“Look, just tell him he can buy me a double vodka!” the Rhodesian soldier said to Mikhail Kalashnikov’s interpreter. “No, he wants to give you his watch instead”, was the reply.
The Rhodesian Bush Wars were truly an example of when worlds collide. The war in this tiny, unrecognized state drew in the arms and involvement of many unlikely nations.
From the armed supporters of an Albanian king in exile to arms supplies from the Soviet Union itself, the Rhodesian Bush War was an inherently international conflict.
And we haven’t even discussed the numerous infamous Rhodesian Bush War mercenaries yet, either. Don’t worry; we have a badass article dedicated to those fellas, which you can read here.
“Dr Kalashnikov expresses sorrow for the pain he caused.”– The author talking with Mikhail Kalashnikov: Johannesburg, 1998.
“Tell him not to worry.”
“He would like to offer a token of his sorrow.”
“He can buy me a double vodka.”
“It’s not enough. He would like to give you his watch.”
Recently, we covered the Rhodesian FN FAL, its bizarre story, and how collectors can correctly identify one.
Today, we’re going to cover a little-known tale that saw a bizarre crossover between Rhodesian soldiers and the inventor of the AK-47, Mikhail Kalashnikov.
The tale takes place in Johannesburg, South Africa, in 1998. It was towards the end of a weapons expo known as the Sandton Exhibition.
“Dr. Kalashnikov expresses sorrow for the pain he caused.”
I was rather surprised to be seated opposite Mikhail Kalashnikov at the banquet. After all, it was the culmination of a Sandton exhibition promoting “Quality Weapons”.
Seated on either side of the “five times hero of the Soviet Union” were two dour-faced Russian colonels who looked more like heavyweight wrestlers than army officers.
I thought they might be twins as they both wore the same blank expressions. I was told they were Kalashnikov’s personal bodyguards and interpreters.
“Would you classify the AK-47 as a quality weapon?” I asked twin number one. I might just as well have been speaking to a brick wall.
He stared at me vacantly, his brain probably numbed by the considerable amount of vodka he had been imbibing… we hadn’t even progressed passed our first course yet. His twin brother was more vocal.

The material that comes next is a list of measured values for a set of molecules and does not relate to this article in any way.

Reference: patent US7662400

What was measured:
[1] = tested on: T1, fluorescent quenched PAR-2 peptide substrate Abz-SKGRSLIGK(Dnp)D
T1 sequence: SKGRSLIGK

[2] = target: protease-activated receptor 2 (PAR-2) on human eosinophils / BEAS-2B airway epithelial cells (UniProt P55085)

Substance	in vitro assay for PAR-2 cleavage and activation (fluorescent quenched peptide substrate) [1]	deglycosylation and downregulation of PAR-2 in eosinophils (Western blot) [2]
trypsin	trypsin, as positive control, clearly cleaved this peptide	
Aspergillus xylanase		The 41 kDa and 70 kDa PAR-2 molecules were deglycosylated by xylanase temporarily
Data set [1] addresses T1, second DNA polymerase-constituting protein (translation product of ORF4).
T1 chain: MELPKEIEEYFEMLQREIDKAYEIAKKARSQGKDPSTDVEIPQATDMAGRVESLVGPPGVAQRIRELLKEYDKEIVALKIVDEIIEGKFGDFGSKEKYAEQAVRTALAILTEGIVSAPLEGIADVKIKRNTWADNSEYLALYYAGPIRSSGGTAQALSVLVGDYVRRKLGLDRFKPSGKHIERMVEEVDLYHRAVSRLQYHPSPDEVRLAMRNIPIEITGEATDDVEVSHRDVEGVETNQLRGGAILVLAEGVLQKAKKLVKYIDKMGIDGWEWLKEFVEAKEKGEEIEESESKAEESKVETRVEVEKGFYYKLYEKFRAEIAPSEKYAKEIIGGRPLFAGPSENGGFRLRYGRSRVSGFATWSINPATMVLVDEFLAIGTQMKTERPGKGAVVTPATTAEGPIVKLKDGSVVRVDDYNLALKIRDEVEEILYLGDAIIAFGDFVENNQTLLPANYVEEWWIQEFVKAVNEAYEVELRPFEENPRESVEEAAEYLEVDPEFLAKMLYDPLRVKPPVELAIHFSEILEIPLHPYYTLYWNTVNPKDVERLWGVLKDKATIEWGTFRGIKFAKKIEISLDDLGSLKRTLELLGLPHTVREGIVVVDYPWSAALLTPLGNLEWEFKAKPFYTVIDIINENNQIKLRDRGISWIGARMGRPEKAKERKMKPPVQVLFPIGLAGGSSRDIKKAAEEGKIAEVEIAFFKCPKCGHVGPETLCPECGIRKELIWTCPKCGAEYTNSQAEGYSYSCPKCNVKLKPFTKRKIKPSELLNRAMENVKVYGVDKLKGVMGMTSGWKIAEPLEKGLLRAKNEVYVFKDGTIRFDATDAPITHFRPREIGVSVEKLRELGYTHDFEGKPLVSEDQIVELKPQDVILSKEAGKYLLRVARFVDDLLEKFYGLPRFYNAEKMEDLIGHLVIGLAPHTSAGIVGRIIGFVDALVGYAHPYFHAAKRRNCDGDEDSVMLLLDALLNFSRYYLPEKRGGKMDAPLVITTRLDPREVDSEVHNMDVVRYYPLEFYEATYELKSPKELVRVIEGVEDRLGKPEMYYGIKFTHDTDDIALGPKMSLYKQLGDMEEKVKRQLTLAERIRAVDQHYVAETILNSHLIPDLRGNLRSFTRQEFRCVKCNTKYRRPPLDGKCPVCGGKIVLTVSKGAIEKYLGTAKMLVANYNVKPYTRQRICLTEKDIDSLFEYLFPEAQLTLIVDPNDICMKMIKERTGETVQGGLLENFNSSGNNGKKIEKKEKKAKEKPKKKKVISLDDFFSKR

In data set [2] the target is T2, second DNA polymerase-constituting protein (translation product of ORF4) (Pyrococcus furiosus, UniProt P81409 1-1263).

“Of Course,” he injected, swigging back his own goblet of vodka. “It’s the world’s best-selling weapon.” His accent was thick and guttural.
“That might be so, but you must admit it’s the world’s most useless weapon.”
I immediately regretted my remark. It even seemed to permeate the first twin’s numbed brain.
He looked at me as if unable to decide whether to lunge at me across the table or have me incinerated in the nearest Russian Gulag.
His brother started stammering inaudibly as if what I had said might be the most insulting thing he had ever heard.
I was saved from bodily harm only by Kalashnikov’s timely intervention. He asked the two colonels what the commotion was about.
After a short while, twin number two stood up. He paused to clear his throat as if wanting to make an important announcement.
When it came, it was trumpeted in a voice louder than the limited capacity of the banquet hall might have necessitated. Guests were hushed into silence. You could have heard a pin drop.
“Dr Kalashnikov would like to know why you think the AK-47 is such an inferior weapon,” he bellowed, sounding like a wounded buffalo.
“Because, old chap,” I responded quietly. “I’ve been shot nine times by an AK-47, and I’m still alive to talk to its inventor tonight.”
“Nine times, that’s impossible,” guffawed the Colonel puffing himself up like an angry bullfrog.
“Nine times,” I replied, swigging back my own vodka.
The hall remained silent.
Further whispered discussion took place between Kalashnikov and the two angry twins. Twin number two remained standing as he glared at me across the table. I sensed he wished I had been killed by the first of the nine bullets.
“Dr Kalashnikov is sorry he caused you so much pain,” he eventually gargled, sounding like a bulldog lapping from a plate of porridge.
“Tell him not to worry. A Rhodesian body is stronger than Russian bullets.”
“He wishes to give you something as a token of his sorrow.”
“He can buy me a double vodka.”
“It is not enough; he wishes to give you his watch.” I saw Kalashnikov removing his watch from his wrist. It was one issued to senior Russian staff officers and had been inscribed with his name.
“Thank you,” I replied, reaching for the watch. “I’ll take it and the vodka.”
The banquet resumed, the vodka tasted good, and I became the proud owner of Kalashnikov’s personal wristwatch.
Want To Read More? Explore The Acclaimed Book Of This Rhodesian Soldier
This tale is an excerpt of Timothy Pax’s acclaimed book on the Rhodesian Bush War: Three Sips of Gin: Dominating the Battlespace with Rhodesia’s Elite Selous Scouts.
Eager to see more about the legacy of the iconic Kalashnikov assault rifle? Don’t miss War Advisor’s recent trip report from Russia’s official Kalashnikov museum in the weapon-producing city of Izhevsk on the edge of Siberia.